A signed autograph letter from Stuart MERRILL. 1 sheet of white paper folded in half forming 4pp.Very good overall condition, clean. Usual folds and minor dirt on edges. Concerning the literary and artistic life of the late 19th and early 20th centuries. His real name is Henry Durand, he is also known under the pen names of Henry Davray. At the beginning of the 20th century, he is a prominent popularizer of English literature by translating and introducing the works of Oscar Wilde, Rudyard Kipling, Frank Harris, H.
Wells, Joseph Conrad, or George Meredith. He creates several magazines, the most famous of which is the Anglo-French Review. After World War I, his efforts to promote the spread of English prose make him the most famous Frenchman in literary circles in Great Britain, where he settles in 1940 after being made a Commander of the Order of the British Empire by King George VI. Davray is responsible for the "English Letters" section of the Mercure de France from 1896.
He is the first translator of De Profundis and The Ballad of Reading Gaol by Oscar Wilde in 1898, and he has also translated a large part of H.'s work into French from 1898 to 1912 (including the famous The War of the Worlds). Literary critic, journalist, translator, writer. Henry Durand-Davray, born on August 14, 1873, in Gennevilliers, and died on January 21, 1944, in London, is a French translator and literary critic.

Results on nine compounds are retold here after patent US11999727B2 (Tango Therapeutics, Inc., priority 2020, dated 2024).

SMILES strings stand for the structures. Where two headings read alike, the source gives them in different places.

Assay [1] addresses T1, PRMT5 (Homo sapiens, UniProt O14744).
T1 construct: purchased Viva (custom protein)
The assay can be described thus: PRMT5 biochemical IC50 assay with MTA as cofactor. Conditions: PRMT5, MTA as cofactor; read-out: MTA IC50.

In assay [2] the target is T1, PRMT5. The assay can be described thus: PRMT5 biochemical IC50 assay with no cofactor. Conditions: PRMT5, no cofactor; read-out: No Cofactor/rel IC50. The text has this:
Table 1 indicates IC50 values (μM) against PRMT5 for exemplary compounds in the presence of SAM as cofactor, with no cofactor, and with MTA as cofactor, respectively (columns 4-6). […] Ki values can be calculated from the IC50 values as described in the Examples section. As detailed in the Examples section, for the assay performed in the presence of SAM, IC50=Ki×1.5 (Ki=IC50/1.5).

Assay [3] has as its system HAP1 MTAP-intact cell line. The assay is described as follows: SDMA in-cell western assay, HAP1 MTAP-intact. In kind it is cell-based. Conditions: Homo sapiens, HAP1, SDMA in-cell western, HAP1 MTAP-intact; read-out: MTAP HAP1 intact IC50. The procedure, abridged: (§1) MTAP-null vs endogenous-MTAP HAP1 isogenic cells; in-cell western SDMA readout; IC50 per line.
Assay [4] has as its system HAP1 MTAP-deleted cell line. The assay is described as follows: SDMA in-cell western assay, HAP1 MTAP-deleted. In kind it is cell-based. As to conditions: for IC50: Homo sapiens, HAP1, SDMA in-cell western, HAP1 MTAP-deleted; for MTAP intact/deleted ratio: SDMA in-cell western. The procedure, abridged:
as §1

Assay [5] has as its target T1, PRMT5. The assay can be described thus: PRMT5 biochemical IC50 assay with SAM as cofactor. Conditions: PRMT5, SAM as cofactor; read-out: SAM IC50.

As a specialist in English literature at the prestigious Parisian newspaper Le Mercure de France, he translates the works of H. Wells, Rudyard Kipling, Oscar Wilde, and Yeats into French. During World War I, he serves as a war correspondent and official delegate of the French government.He is the brother-in-law of the painter Georges Dola. Born to a Vosges father, Jean-Lucien-Henry Durand, a gardener, and an Occitan mother. Former chambermaid then cook, he develops a deep aversion to Germany and an attraction to England, where he spends most of his vacations. He studies English at the Sorbonne but fails to obtain a degree due to his prolonged absences. Nevertheless, he acquires a vast culture that allows him to integrate and evolve in artistic, political, and literary circles in both London and Paris.
He meets many writers, especially those belonging to H. Wells' circle: Arnold Bennett and Joseph Conrad. In 1917, he is one of the founders of the Anglo-French Society, whose aim is to promote the Entente Cordiale: his friends affectionately nickname him "the tunnel under the English Channel".When Oscar Wilde, after being released from prison in 1897, stays in Naples for some time, Henry-D. Davray meets him, having obtained his address, the Villa Giudice in Pausilippe, thanks to Ernest Dowson, a close friend of the writer. The two men meet again by chance when, towards the end of his life, Oscar Wilde is in need. Having had to cancel an appointment to receive him, Wilde asks Davray for money and offers him a dedicated copy of John Webster's The Duchess of Malfi in exchange. Stuart Merrill, an American poet, spends his childhood in Paris, where his father belongs to the United States embassy.